Sometimes I wish I could grab my friends by the shoulders, shake them and tell them that Twitter can also be used (more effectively) as a news outlet. Lately I have been using Twitter to promote my blog on ‘90s nostalgia, as Mallory Jean Tenore of Poynter suggests. I’m not sure how well it has been working for me, but at least I’m getting it out there.

In an attempt to organize my tweets, I created a “news outlets” list so that I could have all my tweets from newspaper websites in one place. If I made my list public so that it could be shared, journalists could use this as a way to find breaking news, therefore coming up with new story ideas.

Although tweeting a finished story to sources may sound like a good idea, if you write for a local newspaper, some of your older sources may not have a Twitter, so it would still be a good idea to email or call each said source and tell them to either pick up a newspaper to see the story or send them said news story via email.

Tweeting parts of a story is also effective, since the whole point of Twitter is to spark conversation. This helps people interact more with their news. Reactions to a story via tweets can also make a great article. In short, on Twitter, anyone can be a journalist or publisher. However, Mathew Ingram of Gigaom makes a good point when he says this new “networked journalism” has made news a bit more chaotic. Instead of looking to one prominent newspaper/reporter for our news, we have many outlets, which is great but can also be a bit repetitive. Many people like to tweet the same stories over and over again.

Because of Twitter’s many benefits to the world of journalism and social media, you could say that the site has become a worldwide sensation. However, Mark Hill of Cracked.com argues that it indeed has become a sensation — only in the U.S., that is. It isn’t too surprising to me that people in the Middle East barely use social networking, since there are many third-world countries in the area, meaning a supply of computers is scarce. Although Hill is probably right, I disagree with him when he writes that social networking is a terrible source for news. Yes, people may tweet inaccurate information sometimes, but since Twitter is not an actual “news site,” it is up to us to figure out the truth. Research is still important.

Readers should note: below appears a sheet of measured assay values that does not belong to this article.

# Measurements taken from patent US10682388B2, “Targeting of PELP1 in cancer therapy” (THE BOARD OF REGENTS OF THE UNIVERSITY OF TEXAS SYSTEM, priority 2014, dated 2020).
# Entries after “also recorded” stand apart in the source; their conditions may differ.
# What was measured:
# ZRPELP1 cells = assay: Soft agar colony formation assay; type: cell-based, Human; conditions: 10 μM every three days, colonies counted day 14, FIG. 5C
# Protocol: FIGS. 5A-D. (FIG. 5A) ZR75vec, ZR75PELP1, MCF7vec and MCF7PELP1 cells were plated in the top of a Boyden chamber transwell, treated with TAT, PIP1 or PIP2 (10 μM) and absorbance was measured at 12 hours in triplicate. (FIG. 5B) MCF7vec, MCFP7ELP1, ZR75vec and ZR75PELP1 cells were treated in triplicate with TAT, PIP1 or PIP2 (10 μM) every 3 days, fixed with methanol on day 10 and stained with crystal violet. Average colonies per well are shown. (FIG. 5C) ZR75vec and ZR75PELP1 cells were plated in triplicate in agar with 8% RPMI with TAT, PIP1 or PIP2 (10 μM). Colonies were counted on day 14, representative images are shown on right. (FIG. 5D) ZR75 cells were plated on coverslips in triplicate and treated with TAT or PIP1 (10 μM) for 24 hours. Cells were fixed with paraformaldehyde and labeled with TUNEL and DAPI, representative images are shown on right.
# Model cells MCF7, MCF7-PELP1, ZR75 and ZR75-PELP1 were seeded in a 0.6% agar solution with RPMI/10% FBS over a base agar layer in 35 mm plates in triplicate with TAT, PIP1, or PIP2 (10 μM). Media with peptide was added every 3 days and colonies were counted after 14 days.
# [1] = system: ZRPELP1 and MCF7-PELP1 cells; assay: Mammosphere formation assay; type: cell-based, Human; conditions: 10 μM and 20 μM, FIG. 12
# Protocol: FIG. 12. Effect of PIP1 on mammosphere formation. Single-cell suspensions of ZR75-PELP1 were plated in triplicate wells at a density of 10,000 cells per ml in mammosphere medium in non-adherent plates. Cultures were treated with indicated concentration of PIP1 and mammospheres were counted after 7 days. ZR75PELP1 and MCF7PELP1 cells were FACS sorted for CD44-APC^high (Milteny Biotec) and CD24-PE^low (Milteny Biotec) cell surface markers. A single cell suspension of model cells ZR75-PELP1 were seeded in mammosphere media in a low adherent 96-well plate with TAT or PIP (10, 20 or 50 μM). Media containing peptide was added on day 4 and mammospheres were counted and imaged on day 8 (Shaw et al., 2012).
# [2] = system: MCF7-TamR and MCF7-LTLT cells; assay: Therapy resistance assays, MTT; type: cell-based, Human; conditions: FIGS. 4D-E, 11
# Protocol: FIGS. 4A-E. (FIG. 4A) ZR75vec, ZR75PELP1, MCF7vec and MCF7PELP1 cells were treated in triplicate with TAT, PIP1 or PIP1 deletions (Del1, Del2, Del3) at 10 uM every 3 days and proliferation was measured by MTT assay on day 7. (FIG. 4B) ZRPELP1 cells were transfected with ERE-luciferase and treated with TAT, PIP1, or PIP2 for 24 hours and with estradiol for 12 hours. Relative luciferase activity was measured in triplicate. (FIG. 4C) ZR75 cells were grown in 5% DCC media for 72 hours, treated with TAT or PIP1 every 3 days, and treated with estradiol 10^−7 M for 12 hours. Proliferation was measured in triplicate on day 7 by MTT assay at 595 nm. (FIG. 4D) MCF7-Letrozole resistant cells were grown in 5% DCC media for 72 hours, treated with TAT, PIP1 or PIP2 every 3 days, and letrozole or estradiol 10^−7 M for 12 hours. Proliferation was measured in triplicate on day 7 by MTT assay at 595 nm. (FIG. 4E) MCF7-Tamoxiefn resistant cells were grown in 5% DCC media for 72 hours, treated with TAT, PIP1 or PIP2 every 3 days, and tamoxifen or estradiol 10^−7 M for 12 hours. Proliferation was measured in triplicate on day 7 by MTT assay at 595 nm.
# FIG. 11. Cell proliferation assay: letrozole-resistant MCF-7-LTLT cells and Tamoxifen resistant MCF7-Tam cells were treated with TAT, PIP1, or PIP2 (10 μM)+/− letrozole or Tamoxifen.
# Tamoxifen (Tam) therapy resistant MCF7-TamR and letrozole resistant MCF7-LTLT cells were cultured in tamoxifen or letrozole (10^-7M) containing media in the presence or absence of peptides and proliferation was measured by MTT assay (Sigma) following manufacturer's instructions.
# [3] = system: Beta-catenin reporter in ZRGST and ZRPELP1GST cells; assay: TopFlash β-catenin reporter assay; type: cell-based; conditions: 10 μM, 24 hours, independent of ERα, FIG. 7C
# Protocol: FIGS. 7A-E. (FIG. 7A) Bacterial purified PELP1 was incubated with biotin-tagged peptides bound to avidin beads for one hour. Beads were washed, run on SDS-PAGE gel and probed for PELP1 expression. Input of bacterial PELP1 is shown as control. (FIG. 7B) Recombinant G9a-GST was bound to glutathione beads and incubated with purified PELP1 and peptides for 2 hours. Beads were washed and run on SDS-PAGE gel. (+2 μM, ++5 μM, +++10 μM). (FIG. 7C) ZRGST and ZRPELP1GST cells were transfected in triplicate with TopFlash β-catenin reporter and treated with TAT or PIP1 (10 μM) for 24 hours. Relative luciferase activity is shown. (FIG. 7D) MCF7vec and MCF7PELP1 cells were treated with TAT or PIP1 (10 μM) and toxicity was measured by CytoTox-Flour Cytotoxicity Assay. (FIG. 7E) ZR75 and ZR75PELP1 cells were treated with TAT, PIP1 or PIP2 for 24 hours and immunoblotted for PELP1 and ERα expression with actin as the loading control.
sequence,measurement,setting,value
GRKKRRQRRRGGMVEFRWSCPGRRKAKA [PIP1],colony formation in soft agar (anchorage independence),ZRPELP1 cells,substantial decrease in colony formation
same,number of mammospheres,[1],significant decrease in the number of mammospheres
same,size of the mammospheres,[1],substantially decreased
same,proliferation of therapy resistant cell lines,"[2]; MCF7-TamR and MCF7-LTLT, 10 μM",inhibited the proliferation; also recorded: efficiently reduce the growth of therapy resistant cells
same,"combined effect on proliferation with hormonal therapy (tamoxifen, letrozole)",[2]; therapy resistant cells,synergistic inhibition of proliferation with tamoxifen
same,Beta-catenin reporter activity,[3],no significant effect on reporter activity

Reporters should not depend on Twitter entirely for their stories; they need to check the facts first, as is common journalistic practice.

Twitter story

17 MarOlivia FeldmanOlivia Feldman ‏ @oliviarianne 

This is Olivia Feldman live tweeting from a bus filled with alcohol on the way to Wet N Wild. Happy St. Patty’s! #shotbus

17 MarOlivia FeldmanOlivia Feldman ‏ @oliviarianne 

A girl in a Gator blazer is walking around telling us “You want a shot” while holding a bottle of rum. #shotbus

Someone turns to their friend and says, “This is gonna be a long bus ride.” #shotbus

My seat neighbor is explaining the differences between different types of pigs. #shotbus

The soft country music does not reflect the mood on this vehicle.#shotbus

17 MarOlivia FeldmanOlivia Feldman ‏ @oliviarianne 

After going onto the Turnpike exit on I-75, a group of people rejoice, “We’re not going to Tampa!” #shotbus